That is exactly what the Romans did and shows the difference in the level of development here.
So big was the gap not.
So slave is mainly a legal term that has legal (and in consequence social) importance.
You can compare it to what happens today in Asia, while the slavery we had in the US is more comparable to how human-traffickers work.

They argue even the same way. Africans/natives are not good for anything so working here is actually an upgrade for them. So it is something good for them.
This is exactly how human-traffickers argue their doing and position towards their actions of exploiting humans.

From a foreign position, that might seem even be the case for Rome, but that is a modern stance.
Guys in Poland were happy living in Poland doing Polish things the Polish way and were very successful doing so, at least so successful that the Romans had a lot of respect for them.

This is more similar to what happens with exploiting work forces like in Asia.
In theory you can say some (or maybe a big number of some^^) Chinese workers are like slaves of the antiquity with more rights on paper.
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Old May 18th, 2018, 06:59 AM   #9

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Okay, so what I'm getting is that:
  • There was a wide variety of conditions a slave could be in, from a short life in the mines to a house-slave considered near-family;
  • Most slaves were field labourers;
  • Slaves from a more "civilised" nation like Greece would be more likely to be house slaves or educated; more "barbarous" slaves (Germans, Africans, etc.) would be labourers or warriors;
  • Manumission was common in Rome, and manumitted slaves were considered equal to any citizen;
  • There were laws regulating mistreatment of slaves, at least to some extent;
  • It was common to free house-slaves on death, and they would adopt the family name;
  • One of the reasons for a difference in the two types of slavery is that there was a smaller gap in technological development between Rome and the nations slaves came from than there was between colonial America/the early United States and Africa;
  • And a more apt comparison might be to look at modern exploitation of workers in Asia - sweatshops and the like.

Thanks!
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Old May 18th, 2018, 09:20 AM   #10
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Okay, so what I'm getting is that:
  • There was a wide variety of conditions a slave could be in, from a short life in the mines to a house-slave considered near-family;
  • Most slaves were field labourers;
  • Slaves from a more "civilised" nation like Greece would be more likely to be house slaves or educated; more "barbarous" slaves (Germans, Africans, etc.) would be labourers or warriors;
  • Manumission was common in Rome, and manumitted slaves were considered equal to any citizen;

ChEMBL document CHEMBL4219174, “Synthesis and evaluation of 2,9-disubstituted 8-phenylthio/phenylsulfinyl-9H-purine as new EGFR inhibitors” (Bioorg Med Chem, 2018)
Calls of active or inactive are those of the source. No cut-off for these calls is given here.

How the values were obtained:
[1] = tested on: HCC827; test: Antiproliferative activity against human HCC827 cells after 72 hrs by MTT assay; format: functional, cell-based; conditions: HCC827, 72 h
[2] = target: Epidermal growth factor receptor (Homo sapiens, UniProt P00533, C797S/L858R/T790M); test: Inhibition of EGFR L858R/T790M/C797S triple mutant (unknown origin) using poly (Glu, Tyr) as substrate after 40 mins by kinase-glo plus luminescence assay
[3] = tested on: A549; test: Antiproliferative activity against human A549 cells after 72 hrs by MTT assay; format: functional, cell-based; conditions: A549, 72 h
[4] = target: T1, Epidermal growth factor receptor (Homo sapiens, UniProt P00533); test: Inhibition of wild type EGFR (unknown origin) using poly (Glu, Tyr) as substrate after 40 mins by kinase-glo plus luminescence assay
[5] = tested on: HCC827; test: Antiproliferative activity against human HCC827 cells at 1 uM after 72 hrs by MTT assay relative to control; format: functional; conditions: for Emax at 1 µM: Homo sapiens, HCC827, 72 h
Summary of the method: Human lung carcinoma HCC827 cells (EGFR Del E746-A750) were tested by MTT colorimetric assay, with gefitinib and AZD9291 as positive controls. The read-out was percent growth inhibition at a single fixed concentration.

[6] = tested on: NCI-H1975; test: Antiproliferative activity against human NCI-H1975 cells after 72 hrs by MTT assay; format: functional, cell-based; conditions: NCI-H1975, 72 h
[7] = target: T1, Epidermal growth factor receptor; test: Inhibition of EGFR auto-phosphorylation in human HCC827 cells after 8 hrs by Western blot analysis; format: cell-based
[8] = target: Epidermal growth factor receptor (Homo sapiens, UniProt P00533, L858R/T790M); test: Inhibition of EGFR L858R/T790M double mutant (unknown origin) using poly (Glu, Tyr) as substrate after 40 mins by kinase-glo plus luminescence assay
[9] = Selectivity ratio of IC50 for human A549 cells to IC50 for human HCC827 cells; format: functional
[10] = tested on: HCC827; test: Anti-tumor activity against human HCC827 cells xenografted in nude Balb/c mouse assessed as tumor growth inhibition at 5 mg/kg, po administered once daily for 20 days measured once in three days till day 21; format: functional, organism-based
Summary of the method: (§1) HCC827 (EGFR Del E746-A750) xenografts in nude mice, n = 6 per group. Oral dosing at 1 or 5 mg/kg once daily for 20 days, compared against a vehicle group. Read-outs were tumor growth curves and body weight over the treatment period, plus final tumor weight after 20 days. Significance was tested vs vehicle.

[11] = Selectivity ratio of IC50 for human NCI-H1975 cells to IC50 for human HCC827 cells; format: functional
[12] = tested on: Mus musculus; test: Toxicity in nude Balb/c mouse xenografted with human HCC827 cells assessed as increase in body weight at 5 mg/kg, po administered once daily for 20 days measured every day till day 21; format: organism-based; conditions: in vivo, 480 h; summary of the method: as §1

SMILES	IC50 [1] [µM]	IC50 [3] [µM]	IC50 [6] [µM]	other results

• There were laws regulating mistreatment of slaves, at least to some extent;
  • It was common to free house-slaves on death, and they would adopt the family name;
  • One of the reasons for a difference in the two types of slavery is that there was a smaller gap in technological development between Rome and the nations slaves came from than there was between colonial America/the early United States and Africa;
  • And a more apt comparison might be to look at modern exploitation of workers in Asia - sweatshops and the like.

Thanks!
Manumitted slaves were not equal, their legal status was "freedman", they had legal protection but no voting rights. Also, they were still tied heavily to whomever freed them, that extremely strong patron client relationship was why they weren't allowed to vote.

The reason some nations produced slaves of higher quality had to do with skills they possessed. The more the skill, the higher the price, the better job they had. Greeks from good families that were enslaved were educated. They could be teachers, as the Roman nobility were fanatics about Greek culture, literature, history, etc. A slave learned in a skilled trade was a prized possession, they can make someone a lot of money. A slave with no skills has little value. A slave with an attitude problem has little value. A slave whose only skill is in arms (as a warrior) might be useful as a gladiator, as a bodyguard, but if they are even remotely rebellious they are a liability, those sort ended up in the mines. At a time when there was a glut of slaves on the market (like immediately after a large war), prices drop so even quality slaves might end up doing menial labor.

There is no modern comparison, the more you try to find similarities, the more you'll find just as many differences. Understanding of what they were and how they were treated can only be understood by a study of the period and culture.